Garden update: A lesson in hubris


After three years of raising vegetables, this was to be my largest backyard garden yet. Ben built two new beds, for a total of five 4’x8′ raised garden beds, lovingly tilled and composted and protected with sturdy PVC pipe and shade fabric hoop houses. I tried out several new species, packed in as many plants as possible, and went for it with all the confidence and gusto that a few lucky years will grant the average gardener.

But like Icarus, I flew too close to the sun! Alas, hubris was my downfall! Here’s everything that’s gone wrong–and a few things that have gone right–in my garden so far this year.


The tomatoes are usually my bumper crop. I’ve planted one more plant every year I’ve been gardening, so this year I planted five, all different species, and just assumed they’d continue to kick ass in the late summer. But not so, my friends, not so. Both my Early Girl and my Better Boy–the quick-to-ripen sauce tomatoes I had depended on for early and bulk harvesting–died miserable deaths. The Early Girl was a total loss. The Better Boy I managed to coax back to life, but it’s so stunted that it’ll likely never produce at the rate of the others. Fortunately, the Beefsteak, Cherry Reds, and Black Prince are all healthy and doing fine. As far as I can see, the dead plants were victims of a combination of too much heat and over-watering, a sin I committed to compensate for the heat.


The corn is doing… ok. My mistake last year was not planting enough to cross-pollinate. This year I think I definitely have some cross-pollination going on, but they’re stunted. I think this is another problem we can chalk up to the unusually hot summer we’ve had so far. But I think there might also be a nitrogen deficiency in the soil. This is what I get for not listening to my elders. Next year I’m going to plant the corn, squash, and beans in the traditional Three Sisters method, which will hopefully give the corn the nutrients and structure they need to grow strong and tall.


My carrots are actually the stars of the garden right now! They’re healthy and flourishing. But I didn’t do a good enough job of properly staggering the planting. So the first planting is completely overshadowing the second planting, which means I’m likely going to get one big carrot harvest and then nothing (or wee little carrots) later on in the fall.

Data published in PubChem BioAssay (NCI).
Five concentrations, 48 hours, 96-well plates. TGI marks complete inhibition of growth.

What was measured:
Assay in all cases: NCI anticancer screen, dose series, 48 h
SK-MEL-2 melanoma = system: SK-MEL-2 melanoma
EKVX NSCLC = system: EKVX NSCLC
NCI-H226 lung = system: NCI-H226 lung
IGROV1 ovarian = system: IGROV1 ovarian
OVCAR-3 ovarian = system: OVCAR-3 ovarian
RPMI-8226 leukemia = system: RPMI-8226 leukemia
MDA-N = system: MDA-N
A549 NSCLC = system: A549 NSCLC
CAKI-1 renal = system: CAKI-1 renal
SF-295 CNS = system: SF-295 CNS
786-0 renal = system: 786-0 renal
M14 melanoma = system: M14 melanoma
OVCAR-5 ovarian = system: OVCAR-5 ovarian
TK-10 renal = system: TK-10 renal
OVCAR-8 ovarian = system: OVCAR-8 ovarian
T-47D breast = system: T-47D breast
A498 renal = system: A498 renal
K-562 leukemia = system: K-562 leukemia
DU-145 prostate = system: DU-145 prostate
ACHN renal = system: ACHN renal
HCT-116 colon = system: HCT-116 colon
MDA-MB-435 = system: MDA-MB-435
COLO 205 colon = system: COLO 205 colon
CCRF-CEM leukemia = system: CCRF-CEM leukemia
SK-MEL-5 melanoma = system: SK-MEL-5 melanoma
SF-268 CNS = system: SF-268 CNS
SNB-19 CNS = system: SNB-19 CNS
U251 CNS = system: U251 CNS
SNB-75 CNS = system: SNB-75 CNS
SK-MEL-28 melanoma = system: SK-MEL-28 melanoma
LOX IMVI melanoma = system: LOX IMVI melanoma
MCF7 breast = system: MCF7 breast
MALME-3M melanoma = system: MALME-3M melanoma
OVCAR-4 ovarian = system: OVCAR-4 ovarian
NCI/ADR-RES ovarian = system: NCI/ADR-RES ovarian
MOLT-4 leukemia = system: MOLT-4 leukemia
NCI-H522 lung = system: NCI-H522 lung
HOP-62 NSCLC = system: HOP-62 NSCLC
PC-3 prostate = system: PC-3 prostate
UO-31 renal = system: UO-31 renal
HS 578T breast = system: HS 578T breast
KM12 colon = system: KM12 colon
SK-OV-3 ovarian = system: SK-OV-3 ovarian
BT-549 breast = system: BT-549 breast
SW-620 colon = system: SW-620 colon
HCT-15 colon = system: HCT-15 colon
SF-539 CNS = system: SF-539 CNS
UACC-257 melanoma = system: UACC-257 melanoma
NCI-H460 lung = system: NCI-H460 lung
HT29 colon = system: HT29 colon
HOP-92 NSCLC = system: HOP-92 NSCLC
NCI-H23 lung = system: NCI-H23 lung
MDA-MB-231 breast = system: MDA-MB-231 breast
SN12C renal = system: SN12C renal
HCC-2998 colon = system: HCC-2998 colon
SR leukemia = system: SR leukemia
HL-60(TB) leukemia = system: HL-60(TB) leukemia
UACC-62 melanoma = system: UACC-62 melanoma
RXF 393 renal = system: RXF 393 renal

That right there is two zucchini plants completely encircling an entire garden bed. Normal zucchini behavior, right? Right. Except that ain’t zucchini. It’s cousa squash, a Middle Eastern squash that looks like this:


Fortunately, cousa can be used exactly like zucchini, and while its skin is a bit thinner and it tastes a mite sweeter, the difference is pretty negligible. Only problem is the cousa plant doesn’t bear fruit as often as a zucchini plant does. And yes, while you can joke about how we were up to our eyeballs in zucchini last year, I had actually planned for that kind of high yield. I had all kinds of uses for a deluge of zucchini!

So how the hell did this interloping cousa invade my garden when I wanted zucchini instead? Well I’ll tell you. Last year my friend Rachel accidentally and mysteriously grew a cousa (still no explanation as to how or why). She gave it to me to try. I forgot about it until it wasn’t any good anymore, and tossed the whole thing in my compost bin… where it germinated all winter long. This spring, after I added  fresh compost to my garden and before I planted my seeds, I noticed what I thought were dozens of volunteer zucchini plants popping out of the garden. The horror. 

So naturally, I pulled most of them and left two to mature, not bothering to plant any of my actual zucchini seeds. Imagine my surprise when these plants that look almost exactly like zucchini plants started producing cousa instead! I had to google image search to even figure out what they were! And now I’m stuck with the buggers. Composting lesson learned.


My herbs are kicking ass, but they used to share a garden bed with my spinach and lettuce, which, again… I did not stagger correctly. So they pretty much all matured and went to seed at once, almost faster than I could use them. I managed to freeze some spinach, but we definitely didn’t get as much out of the lettuce as I was hoping.

On top of that, it’s been impossible to plant more spinach and lettuce seeds because of the heat, even with my awesome sun shades. We had 100 degree heat through pretty much all of July, and the garden did not like it. My cherry tree bought the farm (picture too gruesome for public consumption).

Overall I’m taking this year’s garden as a learning experience. I was perhaps a little too ambitious to be as successful as I was hoping, but hey–every gardener has bad years, right? At least I’m not a subsistence farmer living in the Dustbowl circa 1930.